« […] a été baptisée Marie Louise fille d’une sauvagesse nommée Marie Anne femme de mauvaise vie connue pour folle par tous les pais et coustumière d’avoir de tels enfans »

“[…] was baptized Marie Louise daughter of a savage named Marie Anne woman of ill-repute known for being mad by all the inhabitants and known to have such children”

Source: Record 13426, LAFRANCE,

Family reconstruction work carried out by the PRDH at the University of Montreal allows us to learn a little more about the fate of young Marie Louise. She would have been taken from her mother by the parish priest and entrusted to the Sulpicians, and then brought up by a Pierre Sarault dit Laviolette. Married three times over the course of her life, she drowned in 1777 at the ripe old age of 89.

Source: Individual file 39257,

But all is not dark in the registers; they often remind us of the humanity within some of the colony’s priests. The burial of Marie Benoist on January 13, 1736 in Longueuil, is a good example:

« […] a été inhumé le corps de defunte Marie Benoist […]  âgée d’environ 44 ans, pendans lesquels, il a plû au Seigneur de l’éprouver par des maladies et des soufrances continuelles, qui ne lui ont rien fait perdre de l’espris de charité de douceur et de patiance, qui l’ont fait admirer par tous ceux qui ons connu cette vertueuse vierge sans vices qui est décédée comblée de merite et de grâce. »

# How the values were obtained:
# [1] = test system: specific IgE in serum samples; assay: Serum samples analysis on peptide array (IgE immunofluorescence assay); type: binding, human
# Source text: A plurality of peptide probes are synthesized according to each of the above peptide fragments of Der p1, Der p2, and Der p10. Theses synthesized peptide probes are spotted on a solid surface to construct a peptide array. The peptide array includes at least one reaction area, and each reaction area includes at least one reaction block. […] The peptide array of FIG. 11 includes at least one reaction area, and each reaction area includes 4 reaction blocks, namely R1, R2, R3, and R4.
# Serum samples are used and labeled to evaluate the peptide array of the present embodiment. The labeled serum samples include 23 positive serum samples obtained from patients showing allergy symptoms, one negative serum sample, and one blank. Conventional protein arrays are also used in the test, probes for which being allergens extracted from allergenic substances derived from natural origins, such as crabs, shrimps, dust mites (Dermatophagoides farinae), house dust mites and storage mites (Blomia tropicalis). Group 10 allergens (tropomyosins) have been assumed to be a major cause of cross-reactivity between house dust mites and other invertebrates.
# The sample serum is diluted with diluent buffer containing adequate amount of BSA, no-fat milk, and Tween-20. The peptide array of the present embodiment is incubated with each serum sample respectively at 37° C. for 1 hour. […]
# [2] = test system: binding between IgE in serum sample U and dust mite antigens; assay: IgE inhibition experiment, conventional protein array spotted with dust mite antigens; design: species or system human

“[…] was buried the body of deceased Marie Benoist […] aged about 44 years, during which it pleased the Lord to test her by continual illnesses and sufferings, which did not make her lose anything of the spirit of charity, gentleness and patience, which made her admired by all those who have known this virtuous virgin without vices who died full of merit and grace. “

Source : Record 106904, LAFRANCE,

In a similar vein, we have the burial record of naturalist and surgeon Michel Sarrazin, who died on September 9, 1734 at the Hôtel Dieu in Quebec.

« Il avait exercé son art en ce païs plus de 45 ans avec une rare charité, un parfait desinteressement, un succès extraordinaire, une adresse surprenante, une application sans égale pour toutes sorte de personnes qui luy faisait faire avec joye et avec grace, tout ce qui depandait de ses soins pour le soulagement des malades qu’il traitait, il était aussy habile chirurgien que scavant médecin, comme les belles cures qu’il a faites en sont les preuves. »

“He had exercised his art in this country for more than 45 years with rare charity, a perfect disinterestedness, an extraordinary success, a surprising address, an unequaled application for all kinds of people which made him do everything with joy and grace, everything that depended on his care for the relief of the patients he treated, he was as skilful a surgeon as he was a doctor, as the fine cures he performed are proof of this.”

Source: Record 169208, LAFRANCE,

It is evident that Mr. Sarrazin had the esteem and the deep respect of his contemporaries, and he is regarded today as the first Canadian scientist. You can learn more about this fascinating individual here.

We are all aware of the value of church records in the genealogical sphere, but are we paying enough attention to the anecdotes they contain? The priests have offered us, in their own way, a fascinating window into our past, and all researchers should make it their duty to carefully read the records that pertain to their ancestors.

In the next articles in this series, I will continue to explore various historical subjects and themes using the documents available on Genealogy Quebec.